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Get quotes on additional services from Equinix #231

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pnorman opened this Issue Aug 2, 2018 · 12 comments

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pnorman commented Aug 2, 2018

There's been a few services we've discussed having from Equinix and Cogent, and now that we're moved in and handling load we can look at them. I'll get prices on

  • A storage locker. This would give us rack space and becomes important if we add more than about 8U of machines to what's there right now
  • Additional power so we can run the tiamat machines as a ceph cluster
  • A second network connection for redundancy
  • Prepaid smart hands packages

Is there anything else we might want that I could get a quote on?

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jburgess777 commented Aug 2, 2018

A 10Gbps link (or two). Possibly staying at 1Gbps commit but allowing a higher burst speed. If I remember correctly, the Cogent docs say they will only do link aggregation on 10G ports. The Cisco switch has 10Gbps SFP+ ports and I think @Firefishy even purchased 10Gbps-LR module(s) in anticipation that we might want to upgrade the link speed.

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jburgess777 commented Aug 2, 2018

Not directly Equinix related but I think @Firefishy mentioned we might want to begin casual conversations with other ISPs at the same location about peering with them. We might want to wait a bit longer so there is some data about how much data we source before we do this. In this discussion, the more bandwidth we send to the various ISPs the more interested they might be in peering directly with us. I am guessing that the bandwidth for the planet files and tiles are going to be the most significant things.

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pnorman commented Aug 3, 2018

Tiles are going to be largely coming from the CDN, so it's going to be the planet. We know from bytemark that there's a good chunk of bandwidth being used by AWS customers, and there are facilities to directly link with Amazon in the data centre.

Would any of this work without our own ASN + routers that can do BGP stuff?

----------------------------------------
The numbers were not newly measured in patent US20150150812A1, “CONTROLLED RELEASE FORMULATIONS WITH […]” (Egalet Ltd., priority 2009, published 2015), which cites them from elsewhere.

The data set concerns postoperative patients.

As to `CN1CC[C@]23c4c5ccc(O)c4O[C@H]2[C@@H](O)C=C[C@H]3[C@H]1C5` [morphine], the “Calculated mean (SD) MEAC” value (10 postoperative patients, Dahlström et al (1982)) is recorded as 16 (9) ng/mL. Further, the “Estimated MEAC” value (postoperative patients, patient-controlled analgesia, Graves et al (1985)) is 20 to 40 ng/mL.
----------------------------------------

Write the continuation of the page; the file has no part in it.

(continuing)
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jburgess777 commented Aug 3, 2018

Tiles are going to be largely coming from the CDN, so it's going to be the planet.

True, but the tile CDN traffic distribution is under our control. There is 70Mbps from Orm going to the caches. Trogdor is a tile cache in the Netherlands and it peaks at 120Mbps, we could host our own local cache and serve a similar amount of traffic if we wanted.

Would any of this work without our own ASN + routers that can do BGP stuff?

It can be done without BGP but the approach would be different. If we assume for a moment that another ISP gave a similar setup Cogent: a fiber with some IPv4/6 addresses which can be used on it. We can connect that to our switch on a new VLAN. Add an additional VLAN interface to any server we want to use this connection and assign an address.

To handle the multiple default routes the machine then needs a second routing table. Add the new default route to this new table. Then add a routing rule to specify that traffic to from the new interface uses the second route table. Traffic to/from the original IP will still flow via the existing route. Traffic to/from the new IP goes via the new link. Here are some links showing some related information:
https://www.thomas-krenn.com/en/wiki/Two_Default_Gateways_on_One_System
https://unix.stackexchange.com/questions/345862/is-it-possible-to-have-multiple-default-gateways-for-outbound-connections
https://serverfault.com/questions/823058/how-to-set-up-two-default-routes-in-linux

The next problem is that we then need to make the right people use the new IP to access when accessing this server. This probably needs something similar to our existing geo-dns setup: when a DNS request for the machine arrives from a client matching a certain list of subnets then we respond with the DNS of the second IP.

In the approach above, each server using multiple uplinks has to be configured to use them. In a BGP world this complexity is handled by the routers instead. There is also another option where NAT is used to give the appearance that the internal servers have different addresses from what they actually use.